As the nation awaits the findings of an investigation into war crimes in Afghanistan, there’s new evidence that Australian Forces killed up to 10 unarmed Afghan civilians during a 2012 raid in Kandahar Province.
Australian sources and Afghan witnesses have told the ABC, that both civilians and members of the Taliban were shot during the raid, including a group of unarmed villagers near a tractor.
These are not the first allegations of this kind. Earlier this year the ABC released a documentary called ‘The Killing Fields’ which detailed further atrocities, including three alleged incidents that a former SAS signals intelligence officer, who was deployed with the 3 Squadron SAS in 2012, called ‘murder.’
One of the reported incidents involved a soldier on his first deployment to Afghanistan being pressured by higher-ranking officers into executing an elderly, unarmed man as part of an initiation, or “blooding ritual”.
It was reported that on the same mission, an unarmed Afghan civilian with a prosthetic leg was targeted and callously hunted down by members of the SAS team. The man was allegedly then kicked off a cliff while handcuffed, causing severe injuries but not killing him. A senior soldier allegedly then directed others to “get him out of his misery.”
The man was allegedly executed and his plastic leg souvenired and taken back to SAS headquarters in Perth, to be used as a novelty beer drinking vessel.
Braden Chapman, the man behind the story, says he was warned by another longer-serving member of the forces, shortly after joining the squadron in Uruzgan province that at times troops weren’t necessarily operating within the expected guidelines. Chapman further alleges that Australian troops also destroyed people’s homes and infrastructure, blew up private cars and shot animals.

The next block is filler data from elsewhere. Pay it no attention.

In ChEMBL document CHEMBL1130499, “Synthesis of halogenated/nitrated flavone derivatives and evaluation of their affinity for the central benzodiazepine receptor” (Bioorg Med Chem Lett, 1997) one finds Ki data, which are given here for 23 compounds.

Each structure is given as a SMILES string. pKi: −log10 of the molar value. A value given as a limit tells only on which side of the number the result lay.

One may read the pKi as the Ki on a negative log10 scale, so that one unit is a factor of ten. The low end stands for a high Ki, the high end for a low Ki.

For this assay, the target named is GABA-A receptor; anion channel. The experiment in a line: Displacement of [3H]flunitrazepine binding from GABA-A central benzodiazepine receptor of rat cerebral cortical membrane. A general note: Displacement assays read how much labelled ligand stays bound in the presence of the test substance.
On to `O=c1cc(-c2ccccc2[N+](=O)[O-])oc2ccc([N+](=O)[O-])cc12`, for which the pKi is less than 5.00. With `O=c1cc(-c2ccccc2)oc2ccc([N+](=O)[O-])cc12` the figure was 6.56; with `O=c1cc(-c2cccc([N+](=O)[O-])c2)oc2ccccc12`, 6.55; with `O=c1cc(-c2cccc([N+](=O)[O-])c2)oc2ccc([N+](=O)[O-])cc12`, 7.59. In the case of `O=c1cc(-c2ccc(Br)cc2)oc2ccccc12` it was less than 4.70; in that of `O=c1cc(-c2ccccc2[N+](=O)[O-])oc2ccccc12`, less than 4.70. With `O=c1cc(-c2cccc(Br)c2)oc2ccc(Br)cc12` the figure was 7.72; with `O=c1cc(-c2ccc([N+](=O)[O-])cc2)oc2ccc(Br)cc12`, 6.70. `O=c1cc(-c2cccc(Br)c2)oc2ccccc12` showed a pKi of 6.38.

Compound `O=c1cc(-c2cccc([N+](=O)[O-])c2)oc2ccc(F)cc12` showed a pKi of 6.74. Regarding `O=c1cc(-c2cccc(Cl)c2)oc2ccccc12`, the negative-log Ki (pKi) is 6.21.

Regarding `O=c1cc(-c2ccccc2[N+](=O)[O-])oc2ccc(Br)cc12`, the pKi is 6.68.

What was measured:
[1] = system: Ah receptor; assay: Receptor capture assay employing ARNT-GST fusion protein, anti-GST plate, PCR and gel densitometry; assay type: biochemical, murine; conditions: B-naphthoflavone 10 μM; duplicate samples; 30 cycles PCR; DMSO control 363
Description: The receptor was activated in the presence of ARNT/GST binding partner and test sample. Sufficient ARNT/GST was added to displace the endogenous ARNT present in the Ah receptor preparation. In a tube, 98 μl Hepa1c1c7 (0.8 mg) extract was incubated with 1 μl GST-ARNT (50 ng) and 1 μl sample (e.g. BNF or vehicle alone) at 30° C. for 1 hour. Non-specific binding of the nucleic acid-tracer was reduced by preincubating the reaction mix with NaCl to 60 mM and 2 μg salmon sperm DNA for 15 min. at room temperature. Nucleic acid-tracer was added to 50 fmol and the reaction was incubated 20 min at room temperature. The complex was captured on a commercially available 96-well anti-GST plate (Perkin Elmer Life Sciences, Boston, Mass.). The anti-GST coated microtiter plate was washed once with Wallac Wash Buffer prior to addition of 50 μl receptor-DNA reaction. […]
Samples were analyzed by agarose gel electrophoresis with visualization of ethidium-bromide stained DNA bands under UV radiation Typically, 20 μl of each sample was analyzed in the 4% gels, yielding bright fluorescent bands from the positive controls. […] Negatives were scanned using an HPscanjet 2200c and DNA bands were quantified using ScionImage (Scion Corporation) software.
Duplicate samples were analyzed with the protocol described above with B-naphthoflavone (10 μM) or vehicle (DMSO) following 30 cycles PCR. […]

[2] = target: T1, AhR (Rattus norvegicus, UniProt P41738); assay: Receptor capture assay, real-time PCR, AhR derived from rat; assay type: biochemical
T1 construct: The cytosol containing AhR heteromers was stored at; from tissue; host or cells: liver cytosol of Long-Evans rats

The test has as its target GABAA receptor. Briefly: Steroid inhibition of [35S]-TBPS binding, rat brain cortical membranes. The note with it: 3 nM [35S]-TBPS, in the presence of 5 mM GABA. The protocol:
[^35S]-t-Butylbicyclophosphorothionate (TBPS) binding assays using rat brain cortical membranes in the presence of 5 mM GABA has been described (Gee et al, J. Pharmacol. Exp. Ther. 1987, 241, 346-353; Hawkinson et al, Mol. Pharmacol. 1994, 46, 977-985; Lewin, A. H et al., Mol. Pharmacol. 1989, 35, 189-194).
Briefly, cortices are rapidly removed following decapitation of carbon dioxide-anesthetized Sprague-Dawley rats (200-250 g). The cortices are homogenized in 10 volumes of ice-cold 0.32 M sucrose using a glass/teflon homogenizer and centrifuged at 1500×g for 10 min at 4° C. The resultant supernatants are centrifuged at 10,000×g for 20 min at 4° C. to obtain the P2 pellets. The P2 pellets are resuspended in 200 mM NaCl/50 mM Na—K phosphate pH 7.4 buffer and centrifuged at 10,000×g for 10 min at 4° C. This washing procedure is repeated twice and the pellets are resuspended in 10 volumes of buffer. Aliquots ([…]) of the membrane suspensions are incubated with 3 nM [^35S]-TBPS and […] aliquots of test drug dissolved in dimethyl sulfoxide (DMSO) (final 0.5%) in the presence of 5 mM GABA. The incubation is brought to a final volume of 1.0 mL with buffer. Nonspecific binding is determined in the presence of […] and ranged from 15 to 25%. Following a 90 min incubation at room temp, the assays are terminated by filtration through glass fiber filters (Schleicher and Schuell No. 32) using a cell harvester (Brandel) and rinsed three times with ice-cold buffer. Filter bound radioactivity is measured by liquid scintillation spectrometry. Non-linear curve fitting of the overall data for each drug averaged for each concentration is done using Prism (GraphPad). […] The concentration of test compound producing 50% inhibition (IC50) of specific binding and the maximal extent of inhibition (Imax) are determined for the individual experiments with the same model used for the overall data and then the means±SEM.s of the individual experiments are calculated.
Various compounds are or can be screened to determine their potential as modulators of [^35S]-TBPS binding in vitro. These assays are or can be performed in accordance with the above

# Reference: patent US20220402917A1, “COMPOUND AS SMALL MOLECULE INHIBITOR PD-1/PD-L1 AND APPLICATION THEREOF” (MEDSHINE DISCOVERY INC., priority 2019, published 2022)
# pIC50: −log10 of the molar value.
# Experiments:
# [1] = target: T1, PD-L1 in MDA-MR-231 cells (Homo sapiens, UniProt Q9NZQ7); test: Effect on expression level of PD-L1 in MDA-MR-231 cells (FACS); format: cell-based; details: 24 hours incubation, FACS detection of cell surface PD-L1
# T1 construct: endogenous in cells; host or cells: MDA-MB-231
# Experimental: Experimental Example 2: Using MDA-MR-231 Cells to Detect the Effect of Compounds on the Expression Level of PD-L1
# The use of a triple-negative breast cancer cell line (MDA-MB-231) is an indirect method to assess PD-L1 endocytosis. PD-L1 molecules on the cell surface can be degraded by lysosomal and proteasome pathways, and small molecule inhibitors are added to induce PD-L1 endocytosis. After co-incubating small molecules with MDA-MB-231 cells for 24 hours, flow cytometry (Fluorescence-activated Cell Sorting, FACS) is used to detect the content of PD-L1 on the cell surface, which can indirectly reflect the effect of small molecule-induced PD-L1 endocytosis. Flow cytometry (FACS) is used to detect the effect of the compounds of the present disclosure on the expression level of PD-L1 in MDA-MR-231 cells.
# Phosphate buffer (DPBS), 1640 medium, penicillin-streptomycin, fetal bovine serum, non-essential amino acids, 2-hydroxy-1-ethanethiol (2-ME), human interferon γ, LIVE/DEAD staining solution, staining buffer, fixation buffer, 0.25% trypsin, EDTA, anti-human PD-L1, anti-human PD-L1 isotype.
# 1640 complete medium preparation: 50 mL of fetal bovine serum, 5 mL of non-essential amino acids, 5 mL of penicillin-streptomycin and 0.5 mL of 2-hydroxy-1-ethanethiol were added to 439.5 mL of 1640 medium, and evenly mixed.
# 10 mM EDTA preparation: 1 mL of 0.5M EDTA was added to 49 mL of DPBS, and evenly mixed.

International pressure After the programme aired, international organisation, Human Rights Watch sent a letter to the Australian Defence Minister, Linda Reynolds calling for the Defence Department to reexamine previously dismissed cases of alleged summary executions and other war crimes in Afghanistan in light of new evidence.
And more recently, footage emerged of an SAS soldier hunting down an unarmed Afghan civilian, standing over him while he is defenceless on the ground, asking his fellow officer “You want me to drop this cunt,” then executing him.
Long awaited IDGAF Report
The Inspector-General of the Australian Defence Force (IGADF) has spent the past four years investigating reports of war crimes committed by Australian special forces in Afghanistan.
The investigation involves an assessment of more than 55 separate incidents of alleged breaches of the ‘rules of war’ between 2005 and 2016, and so far, more than 330 people have so far given evidence to the inquiry.
The IGADF report is expected to be delivered within weeks. Human Rights watch has also called on the Defence Minister to release the full IGADF report when it becomes available, in the public interest, and to ensure appropriate accountability.
It also urged the Australian government to cease all legal action against those who reported these incidents, including whistleblowers, lawyers, and journalists acting in the public interest, should be dropped.
Whistleblowers are punished, not protected
There are growing fears here and internationally that the Australian government is failing to address the issue of alleged war crimes committed by Special Forces in Afghanistan in an open and upfront manner, instead preferring to introduce a range of legislation that will punish anyone who dares to speak out as well as those who provide a forum for them to do so.
In the meantime, former Australian Defence Force lawyer David McBride who was one of the original whistleblowers regarding the actions of Australian soldiers in Afghanistan is still fighting a legal battle which could see him imprisoned for 50 years.
He has pleaded not guilty to five charges, which consist of one count of the theft of Commonwealth property, three counts of breaching defence legislation and another count of unauthorised disclosure of information, relating to him handing over classified military documents to ABC journalists in 2016.
These were the basis of the ABC documentary, The Afghan Files, which was the reason that the AFP raided the Sydney offices of the national broadcaster last year.